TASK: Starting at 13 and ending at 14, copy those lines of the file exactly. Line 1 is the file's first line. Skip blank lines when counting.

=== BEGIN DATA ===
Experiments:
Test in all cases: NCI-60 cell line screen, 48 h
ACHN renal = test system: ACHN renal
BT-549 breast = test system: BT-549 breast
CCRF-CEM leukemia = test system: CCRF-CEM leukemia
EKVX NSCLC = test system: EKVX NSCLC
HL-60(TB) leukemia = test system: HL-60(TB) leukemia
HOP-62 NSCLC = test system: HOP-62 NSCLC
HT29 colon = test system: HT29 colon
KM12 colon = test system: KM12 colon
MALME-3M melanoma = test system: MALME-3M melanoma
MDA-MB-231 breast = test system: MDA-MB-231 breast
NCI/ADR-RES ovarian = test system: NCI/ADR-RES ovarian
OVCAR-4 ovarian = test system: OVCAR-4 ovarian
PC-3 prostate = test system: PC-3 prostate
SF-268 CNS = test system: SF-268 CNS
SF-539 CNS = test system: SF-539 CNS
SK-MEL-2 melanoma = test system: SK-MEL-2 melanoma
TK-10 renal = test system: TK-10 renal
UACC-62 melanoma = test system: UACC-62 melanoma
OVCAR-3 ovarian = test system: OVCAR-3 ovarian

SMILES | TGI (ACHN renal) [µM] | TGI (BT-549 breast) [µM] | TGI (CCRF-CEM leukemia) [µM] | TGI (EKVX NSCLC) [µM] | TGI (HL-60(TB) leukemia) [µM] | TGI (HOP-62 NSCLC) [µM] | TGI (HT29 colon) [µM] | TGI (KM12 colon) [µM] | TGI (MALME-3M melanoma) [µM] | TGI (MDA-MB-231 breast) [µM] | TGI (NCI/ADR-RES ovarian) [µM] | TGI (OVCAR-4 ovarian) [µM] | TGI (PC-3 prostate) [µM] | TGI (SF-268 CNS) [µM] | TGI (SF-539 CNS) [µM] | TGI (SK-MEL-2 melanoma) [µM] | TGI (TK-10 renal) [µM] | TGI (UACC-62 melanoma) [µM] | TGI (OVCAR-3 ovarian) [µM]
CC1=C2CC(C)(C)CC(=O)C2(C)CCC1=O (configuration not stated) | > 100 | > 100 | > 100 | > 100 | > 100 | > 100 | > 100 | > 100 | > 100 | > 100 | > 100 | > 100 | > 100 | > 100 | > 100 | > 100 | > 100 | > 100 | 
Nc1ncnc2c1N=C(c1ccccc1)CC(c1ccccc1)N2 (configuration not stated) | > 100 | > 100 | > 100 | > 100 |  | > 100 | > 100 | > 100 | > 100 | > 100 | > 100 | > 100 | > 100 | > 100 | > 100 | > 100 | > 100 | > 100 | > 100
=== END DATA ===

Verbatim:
NCI/ADR-RES ovarian = test system: NCI/ADR-RES ovarian
OVCAR-4 ovarian = test system: OVCAR-4 ovarian